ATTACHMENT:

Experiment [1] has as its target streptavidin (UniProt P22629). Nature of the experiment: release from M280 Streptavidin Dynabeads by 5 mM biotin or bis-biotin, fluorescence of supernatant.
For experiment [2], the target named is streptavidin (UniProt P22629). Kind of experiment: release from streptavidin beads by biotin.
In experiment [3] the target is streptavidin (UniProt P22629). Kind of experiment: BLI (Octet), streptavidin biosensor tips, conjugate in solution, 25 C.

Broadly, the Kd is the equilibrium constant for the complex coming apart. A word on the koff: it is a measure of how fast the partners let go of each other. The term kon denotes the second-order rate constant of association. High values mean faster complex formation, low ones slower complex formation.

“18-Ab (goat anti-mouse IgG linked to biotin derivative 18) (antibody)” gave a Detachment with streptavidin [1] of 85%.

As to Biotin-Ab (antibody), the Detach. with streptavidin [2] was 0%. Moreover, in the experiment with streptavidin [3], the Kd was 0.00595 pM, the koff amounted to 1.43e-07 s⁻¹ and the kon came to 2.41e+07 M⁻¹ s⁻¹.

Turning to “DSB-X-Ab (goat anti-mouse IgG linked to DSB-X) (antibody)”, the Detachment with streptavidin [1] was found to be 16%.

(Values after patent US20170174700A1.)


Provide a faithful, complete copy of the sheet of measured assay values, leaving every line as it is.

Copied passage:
Experiment [1] has as its target streptavidin (UniProt P22629). Nature of the experiment: release from M280 Streptavidin Dynabeads by 5 mM biotin or bis-biotin, fluorescence of supernatant.
For experiment [2], the target named is streptavidin (UniProt P22629). Kind of experiment: release from streptavidin beads by biotin.
In experiment [3] the target is streptavidin (UniProt P22629). Kind of experiment: BLI (Octet), streptavidin biosensor tips, conjugate in solution, 25 C.

Broadly, the Kd is the equilibrium constant for the complex coming apart. A word on the koff: it is a measure of how fast the partners let go of each other. The term kon denotes the second-order rate constant of association. High values mean faster complex formation, low ones slower complex formation.

“18-Ab (goat anti-mouse IgG linked to biotin derivative 18) (antibody)” gave a Detachment with streptavidin [1] of 85%.

As to Biotin-Ab (antibody), the Detach. with streptavidin [2] was 0%. Moreover, in the experiment with streptavidin [3], the Kd was 0.00595 pM, the koff amounted to 1.43e-07 s⁻¹ and the kon came to 2.41e+07 M⁻¹ s⁻¹.

Turning to “DSB-X-Ab (goat anti-mouse IgG linked to DSB-X) (antibody)”, the Detachment with streptavidin [1] was found to be 16%.

(Values after patent US20170174700A1.)